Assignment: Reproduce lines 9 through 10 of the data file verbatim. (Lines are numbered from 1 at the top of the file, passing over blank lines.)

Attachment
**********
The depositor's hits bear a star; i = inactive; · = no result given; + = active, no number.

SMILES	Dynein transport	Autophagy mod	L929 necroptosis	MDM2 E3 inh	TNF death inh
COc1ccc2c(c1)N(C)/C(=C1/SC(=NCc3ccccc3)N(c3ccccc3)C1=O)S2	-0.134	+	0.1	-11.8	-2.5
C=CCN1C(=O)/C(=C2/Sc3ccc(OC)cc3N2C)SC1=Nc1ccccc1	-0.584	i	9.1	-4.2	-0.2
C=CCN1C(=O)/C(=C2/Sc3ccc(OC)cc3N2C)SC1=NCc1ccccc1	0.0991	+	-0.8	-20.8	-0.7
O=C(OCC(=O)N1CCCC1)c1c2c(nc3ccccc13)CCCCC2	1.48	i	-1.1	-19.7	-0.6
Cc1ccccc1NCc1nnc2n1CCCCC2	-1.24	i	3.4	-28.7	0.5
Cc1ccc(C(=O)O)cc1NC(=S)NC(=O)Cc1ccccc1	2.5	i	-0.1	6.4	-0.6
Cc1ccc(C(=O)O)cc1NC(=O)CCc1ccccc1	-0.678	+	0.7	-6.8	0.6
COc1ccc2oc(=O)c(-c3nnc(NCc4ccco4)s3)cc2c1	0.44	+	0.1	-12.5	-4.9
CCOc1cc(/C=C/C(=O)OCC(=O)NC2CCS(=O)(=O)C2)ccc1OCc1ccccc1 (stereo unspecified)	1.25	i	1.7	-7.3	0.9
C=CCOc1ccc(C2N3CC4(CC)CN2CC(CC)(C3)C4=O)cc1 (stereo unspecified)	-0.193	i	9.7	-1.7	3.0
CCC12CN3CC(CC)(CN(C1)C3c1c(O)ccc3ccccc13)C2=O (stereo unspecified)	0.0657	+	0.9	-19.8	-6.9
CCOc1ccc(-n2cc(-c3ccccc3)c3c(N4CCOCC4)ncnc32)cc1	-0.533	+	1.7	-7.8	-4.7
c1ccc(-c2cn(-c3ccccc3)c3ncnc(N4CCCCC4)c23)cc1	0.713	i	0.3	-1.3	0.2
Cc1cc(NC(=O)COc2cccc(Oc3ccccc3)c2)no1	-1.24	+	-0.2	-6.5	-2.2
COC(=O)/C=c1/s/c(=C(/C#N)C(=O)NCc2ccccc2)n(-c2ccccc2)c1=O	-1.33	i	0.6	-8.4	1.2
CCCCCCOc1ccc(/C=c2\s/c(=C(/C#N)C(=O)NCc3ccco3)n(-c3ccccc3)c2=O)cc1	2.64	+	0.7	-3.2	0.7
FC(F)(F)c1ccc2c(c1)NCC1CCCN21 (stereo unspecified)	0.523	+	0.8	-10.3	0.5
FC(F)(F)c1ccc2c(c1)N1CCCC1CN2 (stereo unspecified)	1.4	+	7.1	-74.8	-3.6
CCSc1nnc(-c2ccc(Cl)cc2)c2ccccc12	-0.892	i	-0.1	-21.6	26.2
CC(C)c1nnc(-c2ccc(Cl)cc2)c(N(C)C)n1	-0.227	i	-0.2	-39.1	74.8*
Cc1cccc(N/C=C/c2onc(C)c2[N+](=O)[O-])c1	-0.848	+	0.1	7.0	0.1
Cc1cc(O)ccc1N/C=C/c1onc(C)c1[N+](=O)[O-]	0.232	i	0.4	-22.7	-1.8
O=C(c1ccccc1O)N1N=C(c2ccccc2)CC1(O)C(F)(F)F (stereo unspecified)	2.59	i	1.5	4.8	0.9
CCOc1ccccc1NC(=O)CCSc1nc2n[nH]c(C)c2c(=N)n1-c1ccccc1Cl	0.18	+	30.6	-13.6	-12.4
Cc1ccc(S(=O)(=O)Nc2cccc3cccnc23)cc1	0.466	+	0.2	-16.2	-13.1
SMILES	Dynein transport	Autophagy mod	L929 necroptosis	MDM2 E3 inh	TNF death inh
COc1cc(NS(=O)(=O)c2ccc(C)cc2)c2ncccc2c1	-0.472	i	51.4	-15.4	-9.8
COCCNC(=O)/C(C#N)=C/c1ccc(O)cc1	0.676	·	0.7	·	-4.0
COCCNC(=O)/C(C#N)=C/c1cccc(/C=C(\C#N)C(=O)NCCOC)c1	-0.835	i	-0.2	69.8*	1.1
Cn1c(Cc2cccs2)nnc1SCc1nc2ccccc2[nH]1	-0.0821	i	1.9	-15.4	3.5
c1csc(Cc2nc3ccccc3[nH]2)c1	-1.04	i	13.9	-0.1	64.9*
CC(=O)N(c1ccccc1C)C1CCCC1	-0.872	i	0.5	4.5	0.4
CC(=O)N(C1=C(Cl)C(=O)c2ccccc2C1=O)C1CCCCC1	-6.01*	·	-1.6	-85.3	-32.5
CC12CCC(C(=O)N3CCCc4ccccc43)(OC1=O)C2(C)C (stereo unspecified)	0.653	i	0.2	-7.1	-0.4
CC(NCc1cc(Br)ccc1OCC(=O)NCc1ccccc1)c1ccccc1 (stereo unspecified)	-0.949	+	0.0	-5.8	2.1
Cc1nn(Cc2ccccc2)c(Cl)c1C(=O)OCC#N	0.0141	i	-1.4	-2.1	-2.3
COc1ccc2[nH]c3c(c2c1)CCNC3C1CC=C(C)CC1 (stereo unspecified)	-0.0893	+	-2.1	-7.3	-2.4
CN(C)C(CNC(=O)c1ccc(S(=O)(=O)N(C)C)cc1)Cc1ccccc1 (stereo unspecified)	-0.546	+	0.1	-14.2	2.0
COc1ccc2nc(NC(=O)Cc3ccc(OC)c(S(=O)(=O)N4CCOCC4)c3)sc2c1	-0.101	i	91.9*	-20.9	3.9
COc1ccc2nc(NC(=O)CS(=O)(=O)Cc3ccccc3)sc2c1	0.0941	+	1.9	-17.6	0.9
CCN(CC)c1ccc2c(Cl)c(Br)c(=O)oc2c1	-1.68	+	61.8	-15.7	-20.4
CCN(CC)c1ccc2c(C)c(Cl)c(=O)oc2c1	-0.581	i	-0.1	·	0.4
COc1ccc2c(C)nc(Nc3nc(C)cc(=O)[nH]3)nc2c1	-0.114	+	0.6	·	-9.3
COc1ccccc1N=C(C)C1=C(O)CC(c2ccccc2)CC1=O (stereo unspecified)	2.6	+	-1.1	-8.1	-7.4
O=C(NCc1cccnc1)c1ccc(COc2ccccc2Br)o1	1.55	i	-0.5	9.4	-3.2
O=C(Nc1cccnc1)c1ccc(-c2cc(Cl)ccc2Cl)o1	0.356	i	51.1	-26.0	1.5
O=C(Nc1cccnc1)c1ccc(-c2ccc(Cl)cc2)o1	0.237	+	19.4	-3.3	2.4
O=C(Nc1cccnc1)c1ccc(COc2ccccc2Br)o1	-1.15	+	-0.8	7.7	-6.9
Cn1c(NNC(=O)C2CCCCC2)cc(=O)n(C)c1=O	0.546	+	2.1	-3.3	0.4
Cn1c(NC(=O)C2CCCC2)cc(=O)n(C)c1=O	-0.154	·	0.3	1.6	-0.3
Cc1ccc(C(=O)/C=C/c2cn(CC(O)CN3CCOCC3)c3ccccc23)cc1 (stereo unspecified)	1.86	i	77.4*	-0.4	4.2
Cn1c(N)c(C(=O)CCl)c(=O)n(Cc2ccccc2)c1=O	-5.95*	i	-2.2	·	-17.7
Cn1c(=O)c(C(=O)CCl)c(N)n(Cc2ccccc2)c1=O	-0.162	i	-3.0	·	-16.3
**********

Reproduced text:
Cc1ccc(C(=O)O)cc1NC(=O)CCc1ccccc1	-0.678	+	0.7	-6.8	0.6
COc1ccc2oc(=O)c(-c3nnc(NCc4ccco4)s3)cc2c1	0.44	+	0.1	-12.5	-4.9